So, according to the Washington Times, the man who bemoans the productivity of the ATM, President of the Future, Barack Obama, has some trouble using an iPhone. Not a big deal … except, of course, you might remember that in 2008 the Obama campaign attacked then-Republican presidential candidate John McCain for being computer illiterate.
???Our economy wouldn???t survive without the Internet, and cyber-security continues to represent one our most serious national security threats,??? Obama spokesman Dan Pfeiffer explained almost four years ago. ???It???s extraordinary that someone who wants to be our president and our commander in chief doesn???t know how to send an e-mail.???
Well, via Drudge , we have the amusing headline “‘Befuddled’ Obama Has Trouble Using iPhone”:
But when White House trip director Marvin Nicholson handed the president his personal iPhone, Mr. Obama couldn’t get it to work. A reporter who witnessed the scene said the president looked “befuddled.”
“It’s not clear he knows how to dial on an iPhone,” the reporter wrote in a pool report.
Finally, Mr. Obama said, “Oh, I got to dial it in. Hold on, hold on. I can do this. See, I still have a BlackBerry.”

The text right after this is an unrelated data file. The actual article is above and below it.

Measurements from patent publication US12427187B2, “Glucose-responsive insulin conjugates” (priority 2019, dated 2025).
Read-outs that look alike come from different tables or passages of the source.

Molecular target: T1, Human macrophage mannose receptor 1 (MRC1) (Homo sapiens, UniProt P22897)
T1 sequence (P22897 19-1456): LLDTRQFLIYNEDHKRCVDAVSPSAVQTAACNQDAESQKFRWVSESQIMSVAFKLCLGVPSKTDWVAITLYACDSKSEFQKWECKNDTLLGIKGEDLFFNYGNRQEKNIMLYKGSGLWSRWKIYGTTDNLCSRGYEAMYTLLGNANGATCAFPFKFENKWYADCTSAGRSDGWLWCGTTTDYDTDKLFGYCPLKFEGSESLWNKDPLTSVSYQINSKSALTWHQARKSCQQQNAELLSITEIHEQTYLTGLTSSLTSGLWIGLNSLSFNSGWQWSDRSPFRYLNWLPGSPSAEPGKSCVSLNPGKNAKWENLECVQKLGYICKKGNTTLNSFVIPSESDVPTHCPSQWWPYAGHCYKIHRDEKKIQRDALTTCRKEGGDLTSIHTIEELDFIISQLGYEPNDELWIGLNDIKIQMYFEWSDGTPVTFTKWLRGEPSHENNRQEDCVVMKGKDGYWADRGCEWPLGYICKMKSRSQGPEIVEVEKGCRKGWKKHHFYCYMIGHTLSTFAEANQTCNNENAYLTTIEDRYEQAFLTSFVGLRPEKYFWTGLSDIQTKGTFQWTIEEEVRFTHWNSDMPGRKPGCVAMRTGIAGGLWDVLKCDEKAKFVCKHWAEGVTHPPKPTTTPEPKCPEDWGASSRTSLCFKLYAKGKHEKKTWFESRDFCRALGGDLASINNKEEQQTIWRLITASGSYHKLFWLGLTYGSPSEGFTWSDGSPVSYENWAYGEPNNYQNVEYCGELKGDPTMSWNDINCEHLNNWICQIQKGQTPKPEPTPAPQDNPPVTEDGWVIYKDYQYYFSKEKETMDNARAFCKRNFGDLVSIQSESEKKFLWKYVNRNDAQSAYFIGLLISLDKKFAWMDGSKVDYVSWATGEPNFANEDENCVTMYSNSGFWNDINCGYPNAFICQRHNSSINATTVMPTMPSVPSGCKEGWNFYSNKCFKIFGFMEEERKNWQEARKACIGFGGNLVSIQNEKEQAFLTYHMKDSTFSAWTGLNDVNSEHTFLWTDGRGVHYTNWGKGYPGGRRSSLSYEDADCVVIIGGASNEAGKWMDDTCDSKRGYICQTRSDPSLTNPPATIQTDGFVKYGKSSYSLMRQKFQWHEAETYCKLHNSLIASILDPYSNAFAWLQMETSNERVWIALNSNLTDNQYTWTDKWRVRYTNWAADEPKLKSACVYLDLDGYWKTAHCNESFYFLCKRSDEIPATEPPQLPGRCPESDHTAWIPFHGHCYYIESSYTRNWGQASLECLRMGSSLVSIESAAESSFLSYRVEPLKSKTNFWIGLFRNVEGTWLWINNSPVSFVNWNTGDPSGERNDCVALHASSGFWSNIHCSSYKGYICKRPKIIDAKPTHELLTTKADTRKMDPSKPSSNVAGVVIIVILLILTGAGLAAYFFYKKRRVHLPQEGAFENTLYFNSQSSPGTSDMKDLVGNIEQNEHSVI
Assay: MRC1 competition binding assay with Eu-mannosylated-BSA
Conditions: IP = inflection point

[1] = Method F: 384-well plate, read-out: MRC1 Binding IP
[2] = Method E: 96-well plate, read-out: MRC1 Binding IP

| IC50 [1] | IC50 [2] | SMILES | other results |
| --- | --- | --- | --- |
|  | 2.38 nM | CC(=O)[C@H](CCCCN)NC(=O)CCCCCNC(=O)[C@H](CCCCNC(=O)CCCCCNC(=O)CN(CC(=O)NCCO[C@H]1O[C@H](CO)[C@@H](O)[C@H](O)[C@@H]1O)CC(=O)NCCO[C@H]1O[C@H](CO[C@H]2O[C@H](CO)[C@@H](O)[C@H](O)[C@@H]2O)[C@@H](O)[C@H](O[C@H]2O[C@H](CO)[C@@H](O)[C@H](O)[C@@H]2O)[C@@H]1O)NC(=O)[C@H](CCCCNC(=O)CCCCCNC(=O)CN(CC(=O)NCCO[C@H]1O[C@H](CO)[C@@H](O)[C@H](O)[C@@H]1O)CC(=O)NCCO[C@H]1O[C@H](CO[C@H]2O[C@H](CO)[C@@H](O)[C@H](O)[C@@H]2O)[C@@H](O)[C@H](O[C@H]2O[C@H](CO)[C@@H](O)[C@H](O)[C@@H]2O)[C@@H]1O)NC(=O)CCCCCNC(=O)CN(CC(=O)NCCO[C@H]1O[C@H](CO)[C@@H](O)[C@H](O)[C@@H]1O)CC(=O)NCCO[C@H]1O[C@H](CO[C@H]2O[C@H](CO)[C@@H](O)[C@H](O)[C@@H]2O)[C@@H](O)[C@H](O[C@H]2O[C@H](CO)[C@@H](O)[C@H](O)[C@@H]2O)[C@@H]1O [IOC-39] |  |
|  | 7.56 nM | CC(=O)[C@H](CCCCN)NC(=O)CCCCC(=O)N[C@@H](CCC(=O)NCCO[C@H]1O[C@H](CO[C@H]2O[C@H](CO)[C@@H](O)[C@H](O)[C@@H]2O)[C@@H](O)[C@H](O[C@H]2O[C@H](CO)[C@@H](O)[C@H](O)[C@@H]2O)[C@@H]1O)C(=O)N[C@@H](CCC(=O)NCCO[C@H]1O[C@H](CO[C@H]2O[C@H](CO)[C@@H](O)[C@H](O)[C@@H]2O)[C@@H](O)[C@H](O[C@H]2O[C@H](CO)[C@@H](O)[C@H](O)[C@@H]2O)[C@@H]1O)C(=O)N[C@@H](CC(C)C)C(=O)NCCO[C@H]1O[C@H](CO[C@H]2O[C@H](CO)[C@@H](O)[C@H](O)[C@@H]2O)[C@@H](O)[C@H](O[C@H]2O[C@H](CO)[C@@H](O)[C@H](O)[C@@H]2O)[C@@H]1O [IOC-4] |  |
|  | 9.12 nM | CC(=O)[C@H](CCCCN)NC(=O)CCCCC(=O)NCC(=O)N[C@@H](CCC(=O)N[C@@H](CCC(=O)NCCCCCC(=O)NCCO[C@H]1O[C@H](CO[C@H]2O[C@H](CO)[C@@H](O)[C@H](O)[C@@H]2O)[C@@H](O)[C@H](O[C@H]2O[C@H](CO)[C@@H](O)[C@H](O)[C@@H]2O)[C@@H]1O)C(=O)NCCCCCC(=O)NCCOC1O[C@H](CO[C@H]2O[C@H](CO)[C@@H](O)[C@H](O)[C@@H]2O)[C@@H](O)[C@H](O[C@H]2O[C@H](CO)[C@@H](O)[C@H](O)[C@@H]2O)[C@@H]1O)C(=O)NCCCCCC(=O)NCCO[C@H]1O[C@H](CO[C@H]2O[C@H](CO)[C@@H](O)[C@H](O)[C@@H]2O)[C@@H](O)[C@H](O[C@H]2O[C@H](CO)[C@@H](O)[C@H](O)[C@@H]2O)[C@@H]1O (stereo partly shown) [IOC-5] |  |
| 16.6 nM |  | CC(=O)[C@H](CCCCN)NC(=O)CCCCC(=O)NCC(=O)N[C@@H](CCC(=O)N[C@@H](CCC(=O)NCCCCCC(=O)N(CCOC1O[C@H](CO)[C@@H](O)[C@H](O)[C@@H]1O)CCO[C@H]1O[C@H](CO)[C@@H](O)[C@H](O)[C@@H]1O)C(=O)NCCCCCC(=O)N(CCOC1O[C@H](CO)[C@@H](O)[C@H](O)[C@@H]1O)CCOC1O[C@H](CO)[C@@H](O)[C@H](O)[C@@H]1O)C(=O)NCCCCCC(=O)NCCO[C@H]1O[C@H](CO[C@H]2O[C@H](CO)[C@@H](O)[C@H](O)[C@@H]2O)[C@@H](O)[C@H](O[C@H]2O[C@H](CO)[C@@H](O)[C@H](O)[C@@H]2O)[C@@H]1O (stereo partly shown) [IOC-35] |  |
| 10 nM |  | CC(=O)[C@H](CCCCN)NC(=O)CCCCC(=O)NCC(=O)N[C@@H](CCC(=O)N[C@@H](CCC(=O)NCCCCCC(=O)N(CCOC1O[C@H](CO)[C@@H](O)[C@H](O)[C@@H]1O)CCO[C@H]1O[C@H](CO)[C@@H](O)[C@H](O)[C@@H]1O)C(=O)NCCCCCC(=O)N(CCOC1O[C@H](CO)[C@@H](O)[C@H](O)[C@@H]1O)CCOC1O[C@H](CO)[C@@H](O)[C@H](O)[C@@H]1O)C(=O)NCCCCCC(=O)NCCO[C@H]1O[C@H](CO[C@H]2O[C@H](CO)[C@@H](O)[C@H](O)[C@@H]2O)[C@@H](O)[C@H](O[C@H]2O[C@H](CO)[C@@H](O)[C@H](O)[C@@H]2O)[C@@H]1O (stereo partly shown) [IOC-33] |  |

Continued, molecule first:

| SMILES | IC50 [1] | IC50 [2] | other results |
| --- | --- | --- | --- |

The president then “had a little more trouble dialing,” the pool report said.
The president then has more trouble dialing. When the call didn’t go through, he blamed Mr. Nicholson for having an insufficient cell phone plan.
Flashback: On September 12, 2008 , the Obama???s campaign released an ad attacking John McCain for not knowing how to send an e-mail. The reason that McCain couldn’t send emails, as Jonah Goldberg pointed out at the time, was that Viet Cong had done quite a job on McCain.
This from a March 4, 2000 Boston Globe piece:
Our economy wouldn???t survive without the Internet, and cyber-security continues to represent one our most serious national security threats,??? [Obama spokesman Dan] Pfeiffer said. ???It???s extraordinary that someone who wants to be our president and our commander in chief doesn???t know how to send an e-mail.
This isn’t so much a reminder that perceptions of Obama as some sort of techno-friendly futurist are mythological, as much as it is a reminder that the perception that the president is above small, personal and nasty campaigns is a complete myth.